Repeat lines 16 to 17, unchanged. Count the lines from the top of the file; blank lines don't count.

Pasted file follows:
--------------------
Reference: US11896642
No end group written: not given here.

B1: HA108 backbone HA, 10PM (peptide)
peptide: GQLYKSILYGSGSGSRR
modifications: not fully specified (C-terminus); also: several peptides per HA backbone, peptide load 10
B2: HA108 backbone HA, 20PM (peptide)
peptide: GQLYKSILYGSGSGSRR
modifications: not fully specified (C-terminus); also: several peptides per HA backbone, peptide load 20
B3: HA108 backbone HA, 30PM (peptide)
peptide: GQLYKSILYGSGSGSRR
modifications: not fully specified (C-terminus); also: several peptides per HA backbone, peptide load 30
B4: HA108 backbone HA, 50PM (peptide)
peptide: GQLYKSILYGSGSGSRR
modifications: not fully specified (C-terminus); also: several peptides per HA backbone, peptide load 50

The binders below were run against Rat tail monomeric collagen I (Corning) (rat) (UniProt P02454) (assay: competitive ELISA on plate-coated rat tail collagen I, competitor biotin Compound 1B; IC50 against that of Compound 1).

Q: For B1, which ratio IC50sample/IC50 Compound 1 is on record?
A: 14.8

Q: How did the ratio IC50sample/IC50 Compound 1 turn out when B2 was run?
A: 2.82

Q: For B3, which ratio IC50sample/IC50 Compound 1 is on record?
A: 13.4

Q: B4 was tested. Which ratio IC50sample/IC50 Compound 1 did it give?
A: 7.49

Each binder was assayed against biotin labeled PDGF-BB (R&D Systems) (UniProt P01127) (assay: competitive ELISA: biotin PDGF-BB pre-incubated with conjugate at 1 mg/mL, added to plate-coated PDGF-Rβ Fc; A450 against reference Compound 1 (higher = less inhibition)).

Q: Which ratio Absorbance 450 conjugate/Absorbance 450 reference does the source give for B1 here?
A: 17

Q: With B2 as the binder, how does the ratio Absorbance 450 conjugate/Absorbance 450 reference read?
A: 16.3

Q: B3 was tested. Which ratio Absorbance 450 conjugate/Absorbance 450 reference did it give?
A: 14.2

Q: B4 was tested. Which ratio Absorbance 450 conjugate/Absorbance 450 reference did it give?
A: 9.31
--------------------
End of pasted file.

Q: For B1, which ratio IC50sample/IC50 Compound 1 is on record?
A: 14.8